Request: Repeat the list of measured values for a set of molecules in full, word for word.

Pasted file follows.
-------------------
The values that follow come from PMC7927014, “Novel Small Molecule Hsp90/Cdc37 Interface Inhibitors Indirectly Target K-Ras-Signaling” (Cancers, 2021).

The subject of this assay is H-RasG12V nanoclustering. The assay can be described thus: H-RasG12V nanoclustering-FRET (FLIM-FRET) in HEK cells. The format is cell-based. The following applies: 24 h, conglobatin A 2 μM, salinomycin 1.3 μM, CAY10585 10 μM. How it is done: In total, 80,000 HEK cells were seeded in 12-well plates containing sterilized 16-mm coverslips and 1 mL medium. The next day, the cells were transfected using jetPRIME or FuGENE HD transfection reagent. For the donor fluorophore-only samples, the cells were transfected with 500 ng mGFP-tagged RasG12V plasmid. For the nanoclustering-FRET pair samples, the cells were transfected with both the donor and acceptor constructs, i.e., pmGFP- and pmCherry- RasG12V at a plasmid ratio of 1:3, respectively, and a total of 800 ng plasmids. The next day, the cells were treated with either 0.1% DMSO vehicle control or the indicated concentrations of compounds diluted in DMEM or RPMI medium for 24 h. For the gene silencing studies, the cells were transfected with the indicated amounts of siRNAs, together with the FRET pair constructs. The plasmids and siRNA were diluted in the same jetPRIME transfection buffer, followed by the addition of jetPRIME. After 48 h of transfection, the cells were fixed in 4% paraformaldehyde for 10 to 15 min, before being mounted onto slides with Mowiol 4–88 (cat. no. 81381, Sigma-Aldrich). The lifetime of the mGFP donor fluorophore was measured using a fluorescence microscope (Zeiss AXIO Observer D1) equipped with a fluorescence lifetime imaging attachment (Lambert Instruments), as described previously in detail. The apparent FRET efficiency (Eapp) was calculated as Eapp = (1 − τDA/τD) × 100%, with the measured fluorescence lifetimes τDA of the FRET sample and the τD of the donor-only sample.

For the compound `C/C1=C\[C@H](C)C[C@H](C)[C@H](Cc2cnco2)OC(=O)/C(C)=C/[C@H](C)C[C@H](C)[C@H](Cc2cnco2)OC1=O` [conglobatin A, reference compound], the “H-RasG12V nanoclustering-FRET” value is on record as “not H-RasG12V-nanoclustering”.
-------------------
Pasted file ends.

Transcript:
The values that follow come from PMC7927014, “Novel Small Molecule Hsp90/Cdc37 Interface Inhibitors Indirectly Target K-Ras-Signaling” (Cancers, 2021).

The subject of this assay is H-RasG12V nanoclustering. The assay can be described thus: H-RasG12V nanoclustering-FRET (FLIM-FRET) in HEK cells. The format is cell-based. The following applies: 24 h, conglobatin A 2 μM, salinomycin 1.3 μM, CAY10585 10 μM. How it is done: In total, 80,000 HEK cells were seeded in 12-well plates containing sterilized 16-mm coverslips and 1 mL medium. The next day, the cells were transfected using jetPRIME or FuGENE HD transfection reagent. For the donor fluorophore-only samples, the cells were transfected with 500 ng mGFP-tagged RasG12V plasmid. For the nanoclustering-FRET pair samples, the cells were transfected with both the donor and acceptor constructs, i.e., pmGFP- and pmCherry- RasG12V at a plasmid ratio of 1:3, respectively, and a total of 800 ng plasmids. The next day, the cells were treated with either 0.1% DMSO vehicle control or the indicated concentrations of compounds diluted in DMEM or RPMI medium for 24 h. For the gene silencing studies, the cells were transfected with the indicated amounts of siRNAs, together with the FRET pair constructs. The plasmids and siRNA were diluted in the same jetPRIME transfection buffer, followed by the addition of jetPRIME. After 48 h of transfection, the cells were fixed in 4% paraformaldehyde for 10 to 15 min, before being mounted onto slides with Mowiol 4–88 (cat. no. 81381, Sigma-Aldrich). The lifetime of the mGFP donor fluorophore was measured using a fluorescence microscope (Zeiss AXIO Observer D1) equipped with a fluorescence lifetime imaging attachment (Lambert Instruments), as described previously in detail. The apparent FRET efficiency (Eapp) was calculated as Eapp = (1 − τDA/τD) × 100%, with the measured fluorescence lifetimes τDA of the FRET sample and the τD of the donor-only sample.

For the compound `C/C1=C\[C@H](C)C[C@H](C)[C@H](Cc2cnco2)OC(=O)/C(C)=C/[C@H](C)C[C@H](C)[C@H](Cc2cnco2)OC1=O` [conglobatin A, reference compound], the “H-RasG12V nanoclustering-FRET” value is on record as “not H-RasG12V-nanoclustering”.